But Cauz does imply that Google is stepping out of its sweet spot by generating content. "The issue here is that Google will become a publisher and will have moral liability and moral obligation for something that happens under its own brand -- and that is something that Google has never done," he says.
Google sees it differently, viewing Knol as a common-carrier platform like Blogger or YouTube. Knol pages won't even carry a Google logo.
"We are not publishers," says Manber. "We do not want to be editors. We do not want to have influence over what is written." He can't say it enough: It's about search. "There are millions of people with something in their head that they're not writing down," he says. "If I can get some of them to write it down, I'm helping everybody."
If Google's plan works, future searchers will get higher-quality results from searches of subjects commonplace and obscure -- even Peter Arno. In fact, a knol has already been written about The New Yorker cartoonist. If its author posts it -- he hasn't pulled the trigger yet -- Google won't have to work hard to verify the expert who worked for weeks to pen that item. It's Udi Manber.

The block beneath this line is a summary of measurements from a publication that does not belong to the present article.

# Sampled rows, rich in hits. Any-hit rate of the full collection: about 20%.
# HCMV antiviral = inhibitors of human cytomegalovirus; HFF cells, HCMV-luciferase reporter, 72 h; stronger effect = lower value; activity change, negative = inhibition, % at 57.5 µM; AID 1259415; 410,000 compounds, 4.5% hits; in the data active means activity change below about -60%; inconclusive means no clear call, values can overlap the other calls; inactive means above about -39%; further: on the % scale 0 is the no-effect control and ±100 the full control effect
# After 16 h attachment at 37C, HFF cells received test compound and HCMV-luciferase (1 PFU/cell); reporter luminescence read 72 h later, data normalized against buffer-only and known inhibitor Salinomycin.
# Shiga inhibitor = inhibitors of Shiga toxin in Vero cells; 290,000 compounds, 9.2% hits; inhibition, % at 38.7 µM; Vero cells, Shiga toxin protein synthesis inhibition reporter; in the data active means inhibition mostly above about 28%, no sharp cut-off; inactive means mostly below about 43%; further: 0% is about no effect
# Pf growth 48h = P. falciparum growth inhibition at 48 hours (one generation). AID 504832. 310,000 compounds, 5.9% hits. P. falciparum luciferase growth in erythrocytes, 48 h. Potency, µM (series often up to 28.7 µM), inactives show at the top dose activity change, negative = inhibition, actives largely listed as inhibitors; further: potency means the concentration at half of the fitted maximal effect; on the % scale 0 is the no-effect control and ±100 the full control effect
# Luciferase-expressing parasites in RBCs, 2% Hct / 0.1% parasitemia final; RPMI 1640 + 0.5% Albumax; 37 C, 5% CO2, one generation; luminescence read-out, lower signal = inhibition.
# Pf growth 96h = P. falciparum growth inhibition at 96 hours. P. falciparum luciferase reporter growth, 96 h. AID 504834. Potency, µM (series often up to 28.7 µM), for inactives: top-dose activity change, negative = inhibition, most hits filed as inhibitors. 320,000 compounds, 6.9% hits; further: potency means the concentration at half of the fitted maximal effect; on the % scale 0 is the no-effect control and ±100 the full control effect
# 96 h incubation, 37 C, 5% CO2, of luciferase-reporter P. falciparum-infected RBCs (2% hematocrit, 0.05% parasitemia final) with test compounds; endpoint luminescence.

Most of the Knol team takes a moment from working out last minute bugs to pose for a group shot at Google headquarters in Mountain View, California.
Photo courtesy Kat Wade/Wired.com
Disclosure: Wired.com is owned by Condé Nast, publisher of
The New Yorker.